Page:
4. Fever Pitch by Nick Hornby. If you want to begin to understand why Brits (and, frankly, most Western Europeans) are nuts about the game we call soccer, read Hornby's book, which is basically a diary of key soccer moments in his life and how they affected him. In the U.S. we have pockets of fanaticism -- baseball in Boston and New York, football in many major cities, ice hockey in Detroit, HS football in Texas and so forth, but all of England seemingly is soccer-crazed (cricket and rugby just aren't national pastimes). I still am not sure I get all of it, but if you want to begin to get it, read the book.

5. Strat-o-Matic Fanatics: The Unlikely Success Story of a Game That Became an American Passion by Glenn Guzzo. This is the story of the great baseball dice game, Strat-o-Matic, that I and many of my friends played as kids (after the age of 10 or so). The game helped us learn the game better, helped with our applied math, and helped us decades ago to figure out that what was important wasn't what the broadcasters and writers told us (batting average, HRs and RBIs) but the numbers that the "Moneyball" and "Baseball Prospectus" folks told us are more important. Sure, we couldn't have articulated the same principles then, but deep down we knew that there were numbers churning beneath the surface that had better meaning, and we drafted our players based upon certain measurements (including on-base percentage). I suppose we missed out on some unique career opportunities, didn't we? This strikes me as more of an "in-house" book, in that Guzzo got tremendous cooperation from the founder of the game, Hal Richman, but that sense really doesn't matter because the book is a good read if you're into this game or know someone who is or was and wants to understand them better. I enjoyed reading it, and while I'm no longer the "Fanatic" I once was (a friend who ended up getting a PhD from an Ivy school and became a tenured biology professor used to refer to it as my "silly game"), I have fond memories of playing game after game on hot summer nights, and I'm introducing my kids to it.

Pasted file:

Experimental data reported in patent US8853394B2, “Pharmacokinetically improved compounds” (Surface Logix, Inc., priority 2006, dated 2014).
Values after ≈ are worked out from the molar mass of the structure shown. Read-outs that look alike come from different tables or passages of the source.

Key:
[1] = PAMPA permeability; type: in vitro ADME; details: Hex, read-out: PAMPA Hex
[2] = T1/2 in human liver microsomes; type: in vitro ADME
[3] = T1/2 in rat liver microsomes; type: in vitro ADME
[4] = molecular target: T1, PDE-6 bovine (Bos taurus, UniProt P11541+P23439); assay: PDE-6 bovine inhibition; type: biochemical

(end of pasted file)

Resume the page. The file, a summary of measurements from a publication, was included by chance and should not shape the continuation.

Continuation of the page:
6. Baseball Between the Numbers by the Baseball Prospectus Team of Experts. I'm not sure I buy everything they're saying (and I haven't finished the book), but these guys have done a great job of fleshing out even more statistical measurements than Bill James had in the past, and they make great points about a whole variety of topics. You should only read this if you want to totally re-shape the way you think about the National Pastime. If you're one of those people who is content to read the Sunday statistics compilation and, based upon that, determine that Player X should win the MVP of his league because he has the best combination of average, home runs and RBIs, don't read the book. I think that wouldn't be a wise decision, however, because their math will help explain the reason (or two or three) why you like a certain player or don't like another. I do wish that a) these guys could suggest a Sunday statistics compilation for the major papers to run that lists the most meaningful stats and b) that they could convince my fellow fantasy league owners that the measurements that we use today are rather silly.

Enjoy the rest of the summer, and pick up a couple of these books -- you'll be glad you did.

1 Comments:

Blogger Gus said...

I know these are books, but if you get a chance to see "This Old Cub", the documentary about Ron Santo, it'd be interesting to read your feedback.

3:34 PM